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John Paul II Pilgrimage from Ely to Walsingham

Thursday, July 31, 2008

Last week, the annual John Paul II pilgrimage from Ely to Walsingham was held. The pilgrimage was a great success with over 30 people, both young and old, taking part, walking along some of the same paths that have been used by pilgrims for centuries.

It was organised by Sr. Hyacinth of the Dominican Sisters of St. Joseph, and Fr Ben Earl was the Dominican Chaplain. As we walked the fifty mile journey over two and a half days, there was a real sense in which we were capturing the Dominican spirit. Like St Dominic, we were on the road for the sake of the Gospel, for the salvation of souls, praying and singing hymns as we walked along.

Pilgrimage can be seen as a metaphor for the Christian life. A pilgrimage has a clear destination, a definite purpose and goal, and this is reflected in life, a journey in which our final destination is with God. On a pilgrimage we need to continually check that we are going in the right direction, and so too in life, we need to continually check that our lives are directed towards Christ. As we journey, we do not go it alone, but we travel down paths which others have trod, we journey as a community of believers helping each other along the way, always encouraging, building friendships and bonds of love, not letting anyone get left behind.

Pilgrimage can also be a way of discovering that ascetic dimension to life, a dimension in which in one way or another, all Christians are called to participate. Christ showed his great love for us by dying on the cross, and so in a small way by doing something arduous and renouncing ourselves, we can show our love for Christ and grow in the virtue of charity.

In the Middle Ages, pilgrimage was very much associated with penance. In the 12th Century, Pope Eugenius III gave St Gerlac the penance of making a pilgrimage to Jerusalem and spending seven years there serving the sick and the poor. St Gerlac had asked for a severe penance in order to make amends for his former way of life. Whilst our two and a half day pilgrimage hardly compares with the efforts to which St Gerlac went, the penitential nature of our pilgrimage was still present. We were reminded of the great importance of the sacrament of reconciliation and we were encouraged to go to confession so that we could enter Walsingham having been forgiven of all our sins.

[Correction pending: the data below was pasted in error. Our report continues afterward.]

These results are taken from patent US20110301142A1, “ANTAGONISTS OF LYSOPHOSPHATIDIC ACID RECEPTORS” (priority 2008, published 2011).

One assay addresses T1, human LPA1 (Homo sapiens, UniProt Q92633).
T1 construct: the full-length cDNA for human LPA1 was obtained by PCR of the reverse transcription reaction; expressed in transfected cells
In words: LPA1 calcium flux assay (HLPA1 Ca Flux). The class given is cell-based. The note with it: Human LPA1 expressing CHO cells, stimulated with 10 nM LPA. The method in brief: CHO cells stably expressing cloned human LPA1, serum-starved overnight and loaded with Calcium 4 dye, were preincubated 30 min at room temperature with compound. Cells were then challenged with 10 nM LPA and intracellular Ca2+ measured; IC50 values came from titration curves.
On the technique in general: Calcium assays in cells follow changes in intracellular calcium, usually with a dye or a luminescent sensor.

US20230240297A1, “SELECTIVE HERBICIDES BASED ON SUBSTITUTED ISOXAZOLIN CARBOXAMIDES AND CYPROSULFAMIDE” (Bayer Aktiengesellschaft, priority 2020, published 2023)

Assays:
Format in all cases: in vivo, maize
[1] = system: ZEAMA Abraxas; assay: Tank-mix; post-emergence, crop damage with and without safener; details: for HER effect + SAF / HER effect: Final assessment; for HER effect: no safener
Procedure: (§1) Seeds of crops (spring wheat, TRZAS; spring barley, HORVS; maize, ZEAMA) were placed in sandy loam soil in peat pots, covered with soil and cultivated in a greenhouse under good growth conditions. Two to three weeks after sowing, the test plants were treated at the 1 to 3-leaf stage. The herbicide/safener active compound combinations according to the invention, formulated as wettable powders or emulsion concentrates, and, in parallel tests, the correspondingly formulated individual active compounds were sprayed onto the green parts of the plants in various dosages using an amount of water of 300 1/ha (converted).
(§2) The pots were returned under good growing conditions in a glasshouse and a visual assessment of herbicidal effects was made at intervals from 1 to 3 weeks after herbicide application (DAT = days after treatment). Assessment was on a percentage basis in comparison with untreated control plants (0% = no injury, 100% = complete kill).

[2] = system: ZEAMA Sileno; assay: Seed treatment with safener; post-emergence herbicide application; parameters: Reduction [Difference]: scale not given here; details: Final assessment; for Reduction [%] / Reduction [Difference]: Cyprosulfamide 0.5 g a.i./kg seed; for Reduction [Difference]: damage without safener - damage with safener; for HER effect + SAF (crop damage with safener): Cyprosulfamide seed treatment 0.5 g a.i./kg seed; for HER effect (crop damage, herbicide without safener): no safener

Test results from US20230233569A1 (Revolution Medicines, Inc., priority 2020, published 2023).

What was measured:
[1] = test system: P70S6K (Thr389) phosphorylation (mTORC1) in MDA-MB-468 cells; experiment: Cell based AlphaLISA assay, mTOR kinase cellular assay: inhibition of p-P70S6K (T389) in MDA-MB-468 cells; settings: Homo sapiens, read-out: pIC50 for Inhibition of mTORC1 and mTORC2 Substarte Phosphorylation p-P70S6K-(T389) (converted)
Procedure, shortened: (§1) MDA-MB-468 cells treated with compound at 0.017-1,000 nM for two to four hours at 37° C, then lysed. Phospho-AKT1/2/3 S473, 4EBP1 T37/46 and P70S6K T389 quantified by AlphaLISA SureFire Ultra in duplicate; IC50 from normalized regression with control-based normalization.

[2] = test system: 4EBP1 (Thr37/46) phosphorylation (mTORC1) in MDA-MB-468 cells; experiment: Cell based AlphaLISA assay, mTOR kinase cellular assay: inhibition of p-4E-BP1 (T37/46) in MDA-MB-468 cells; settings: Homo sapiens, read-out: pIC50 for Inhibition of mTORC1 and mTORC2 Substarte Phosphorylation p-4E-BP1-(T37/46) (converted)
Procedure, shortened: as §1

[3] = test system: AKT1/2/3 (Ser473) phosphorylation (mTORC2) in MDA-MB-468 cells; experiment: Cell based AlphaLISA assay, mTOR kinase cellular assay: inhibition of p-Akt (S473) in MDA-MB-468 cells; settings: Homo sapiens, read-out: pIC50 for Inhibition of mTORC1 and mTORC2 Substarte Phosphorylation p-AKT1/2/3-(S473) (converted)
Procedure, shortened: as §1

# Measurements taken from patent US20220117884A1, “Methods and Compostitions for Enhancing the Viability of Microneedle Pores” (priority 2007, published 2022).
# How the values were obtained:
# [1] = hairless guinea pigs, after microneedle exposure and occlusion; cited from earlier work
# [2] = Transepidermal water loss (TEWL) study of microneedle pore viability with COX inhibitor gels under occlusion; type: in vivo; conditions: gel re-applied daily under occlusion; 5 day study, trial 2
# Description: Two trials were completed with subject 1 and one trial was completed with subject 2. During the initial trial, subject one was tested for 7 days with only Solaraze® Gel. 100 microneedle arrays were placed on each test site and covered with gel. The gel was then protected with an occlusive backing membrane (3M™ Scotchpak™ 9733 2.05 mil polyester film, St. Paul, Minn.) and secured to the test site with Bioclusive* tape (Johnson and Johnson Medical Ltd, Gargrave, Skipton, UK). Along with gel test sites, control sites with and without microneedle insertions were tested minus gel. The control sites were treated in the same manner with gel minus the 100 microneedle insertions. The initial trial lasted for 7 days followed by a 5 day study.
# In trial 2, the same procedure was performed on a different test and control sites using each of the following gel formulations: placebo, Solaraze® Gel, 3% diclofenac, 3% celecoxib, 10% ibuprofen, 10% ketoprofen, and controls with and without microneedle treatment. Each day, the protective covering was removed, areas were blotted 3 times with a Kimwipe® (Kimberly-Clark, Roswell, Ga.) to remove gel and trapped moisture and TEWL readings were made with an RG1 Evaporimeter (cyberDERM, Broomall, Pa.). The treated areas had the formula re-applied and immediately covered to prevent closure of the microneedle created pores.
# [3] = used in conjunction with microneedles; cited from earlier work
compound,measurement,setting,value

On arriving at the Slipper Chapel, we prayed to Our Lady for the conversion of England and Wales, before going into Mass in the Chapel of Reconciliation. We then walked the final mile into Walsingham, praying the Rosary as we went, joyful in the anticipation of reaching our final destination. Our pilgrimage came to an end with Benediction in the Church of the Annunciation in Walsingham; it was a chance to focus on our final goal, life with Christ, and an opportunity to be thankful for the many graces which we had received through the prayers of Our Lady of Walsingham on our pilgrimage.

Robert Verrill OP


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